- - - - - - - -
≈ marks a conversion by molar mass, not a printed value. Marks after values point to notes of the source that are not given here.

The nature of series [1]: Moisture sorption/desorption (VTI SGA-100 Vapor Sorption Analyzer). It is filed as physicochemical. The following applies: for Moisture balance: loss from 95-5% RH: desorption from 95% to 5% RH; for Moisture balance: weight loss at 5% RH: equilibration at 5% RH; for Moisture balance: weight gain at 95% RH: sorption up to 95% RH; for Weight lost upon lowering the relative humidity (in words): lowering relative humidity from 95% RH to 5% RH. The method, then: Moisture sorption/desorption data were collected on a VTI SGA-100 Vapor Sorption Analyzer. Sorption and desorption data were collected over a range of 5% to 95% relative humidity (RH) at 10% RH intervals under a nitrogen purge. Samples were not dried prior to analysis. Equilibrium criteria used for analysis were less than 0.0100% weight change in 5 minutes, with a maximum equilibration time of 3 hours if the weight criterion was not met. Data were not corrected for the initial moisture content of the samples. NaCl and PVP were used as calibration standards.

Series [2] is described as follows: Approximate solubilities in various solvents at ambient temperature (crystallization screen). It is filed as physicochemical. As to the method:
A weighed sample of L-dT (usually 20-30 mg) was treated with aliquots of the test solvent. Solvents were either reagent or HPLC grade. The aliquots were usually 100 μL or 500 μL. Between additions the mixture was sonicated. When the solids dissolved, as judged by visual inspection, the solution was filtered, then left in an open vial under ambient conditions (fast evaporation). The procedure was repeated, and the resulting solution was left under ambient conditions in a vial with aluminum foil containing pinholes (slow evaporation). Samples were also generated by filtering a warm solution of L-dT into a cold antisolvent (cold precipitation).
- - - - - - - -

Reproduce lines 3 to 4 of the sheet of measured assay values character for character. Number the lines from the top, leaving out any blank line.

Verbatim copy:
Series [2] is described as follows: Approximate solubilities in various solvents at ambient temperature (crystallization screen). It is filed as physicochemical. As to the method:
A weighed sample of L-dT (usually 20-30 mg) was treated with aliquots of the test solvent. Solvents were either reagent or HPLC grade. The aliquots were usually 100 μL or 500 μL. Between additions the mixture was sonicated. When the solids dissolved, as judged by visual inspection, the solution was filtered, then left in an open vial under ambient conditions (fast evaporation). The procedure was repeated, and the resulting solution was left under ambient conditions in a vial with aluminum foil containing pinholes (slow evaporation). Samples were also generated by filtering a warm solution of L-dT into a cold antisolvent (cold precipitation).